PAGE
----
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5 Terms Every Black Male Educator should know (and practice)

The Language of Leadership: 5 Terms Every Black Male Educator Should Know (and practice) 

Spoiler Alert: The five (5) terms are listed in the next sentence. 

So you don’t have to scroll too far, let me begin this blog with the 5 terms: 1). Emotional Intelligence, 2). Collective Intelligence, 3) Conflict Mitigation, and 4) Facilitation and 5) Collaboration. These are all skills that enhance the ways in which we relate to ourselves and engage the people around us. 

Looking back, I believe my lack of knowledge, tools and efficacy with these terms were contributing factors to me quitting teaching at the end of the 2015-16 school year. I was kind, cordial and professional with my colleagues, but just enough to keep me under the radar and off a professional development plan (PDP). My mindset in 2016 was “I love working with students, but you can have the adults.” And by adults, I mean, fellow teachers, instructional coaches, APs, Principals, etc. As a result, I didn’t feel motivated, nor did I have the skills to work with my colleagues to lead transformative action to increase student joy, belonging and achievement in my school. I share more about my experiences in this vlog

So I left.

When I speak to other Black men in the BMEsTalk community, many of them express similar challenges and frustrations. You see, as classroom educators we receive a disproportionate amount of training and professional development (some good and some not-so-good) to prepare and equip us to work with students. However, when it comes to working with adults, we are left to our socialized habits and behaviors, trial and error, and, if lucky, advice from a mentor.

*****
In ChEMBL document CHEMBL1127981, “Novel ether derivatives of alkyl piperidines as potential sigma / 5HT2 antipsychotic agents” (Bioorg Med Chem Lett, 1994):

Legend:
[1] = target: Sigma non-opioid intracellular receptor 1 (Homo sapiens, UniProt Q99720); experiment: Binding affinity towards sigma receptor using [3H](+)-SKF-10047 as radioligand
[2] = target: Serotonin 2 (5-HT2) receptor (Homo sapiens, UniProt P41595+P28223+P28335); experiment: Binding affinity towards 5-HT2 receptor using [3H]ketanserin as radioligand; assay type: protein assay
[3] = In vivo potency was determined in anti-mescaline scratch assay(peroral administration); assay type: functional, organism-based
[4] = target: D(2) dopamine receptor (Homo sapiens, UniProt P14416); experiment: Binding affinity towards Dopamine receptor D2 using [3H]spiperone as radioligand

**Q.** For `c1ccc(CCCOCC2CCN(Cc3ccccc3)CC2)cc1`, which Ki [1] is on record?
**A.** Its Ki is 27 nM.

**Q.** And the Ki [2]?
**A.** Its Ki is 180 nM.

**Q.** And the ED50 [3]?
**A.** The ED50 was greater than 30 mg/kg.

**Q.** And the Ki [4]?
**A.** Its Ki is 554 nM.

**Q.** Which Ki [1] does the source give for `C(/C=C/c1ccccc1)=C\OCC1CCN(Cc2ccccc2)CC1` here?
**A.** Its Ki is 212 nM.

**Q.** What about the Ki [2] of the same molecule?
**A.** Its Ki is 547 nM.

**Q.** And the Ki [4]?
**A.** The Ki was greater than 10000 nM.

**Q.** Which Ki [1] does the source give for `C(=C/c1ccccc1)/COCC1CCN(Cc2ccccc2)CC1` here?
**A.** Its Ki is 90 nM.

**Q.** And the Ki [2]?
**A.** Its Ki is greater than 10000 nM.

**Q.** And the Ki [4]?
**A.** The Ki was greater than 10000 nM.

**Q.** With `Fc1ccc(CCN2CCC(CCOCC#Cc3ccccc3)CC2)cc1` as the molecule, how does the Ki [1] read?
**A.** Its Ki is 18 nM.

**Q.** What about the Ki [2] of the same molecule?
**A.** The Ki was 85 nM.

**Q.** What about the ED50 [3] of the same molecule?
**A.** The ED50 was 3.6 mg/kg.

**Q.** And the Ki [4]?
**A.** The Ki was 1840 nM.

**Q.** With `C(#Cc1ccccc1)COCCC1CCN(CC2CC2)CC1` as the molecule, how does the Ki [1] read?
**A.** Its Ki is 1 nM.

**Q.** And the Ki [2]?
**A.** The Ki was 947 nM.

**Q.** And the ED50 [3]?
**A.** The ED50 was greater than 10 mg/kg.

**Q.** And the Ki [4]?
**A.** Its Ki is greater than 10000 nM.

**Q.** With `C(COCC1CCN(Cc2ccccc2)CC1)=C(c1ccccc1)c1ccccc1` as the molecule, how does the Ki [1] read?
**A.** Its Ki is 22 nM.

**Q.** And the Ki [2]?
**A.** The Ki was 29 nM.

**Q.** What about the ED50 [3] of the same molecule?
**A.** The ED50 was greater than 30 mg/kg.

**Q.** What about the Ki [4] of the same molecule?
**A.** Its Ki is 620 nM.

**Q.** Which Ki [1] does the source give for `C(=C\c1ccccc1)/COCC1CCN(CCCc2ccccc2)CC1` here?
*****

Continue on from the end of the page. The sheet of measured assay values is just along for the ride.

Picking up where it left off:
So, I write to you today to share five (5) terms that every Black Male Educator should have in their “Language of Leadership” glossary. Knowing and practicing these terms can help us all with building stronger relationships, succeeding in the workplace, and achieving our career and personal goals.

Emotional Intelligence

the ability to understand, use, and manage your own emotions in positive ways to relieve stress, communicate effectively, empathize with others, overcome challenges and defuse conflict. 

Collective Intelligence

can be described as a process by which a group of individuals gather and share their knowledge, lived-experience and skills for the purpose of solving a challenging or complex problem. 

Conflict Mitigation

includes all actions and processes that are sensitive to conflict and do not increase tensions aim to address causes of conflict and change the way that those involved act and perceive the issues. 


work jointly with one or more people on an activity or project


to provide opportunities and resources to a group of people that enable them to make progress and succeed.

This summer, in the BMEsTalk Catalyst, I will spend 4-days unpacking these terms (and facilitating supportive practices) with 40 Black Male Educator Leaders from across the country. 
There is still time to register.  Visit our website. Ticket sales end on June 25, 2022.

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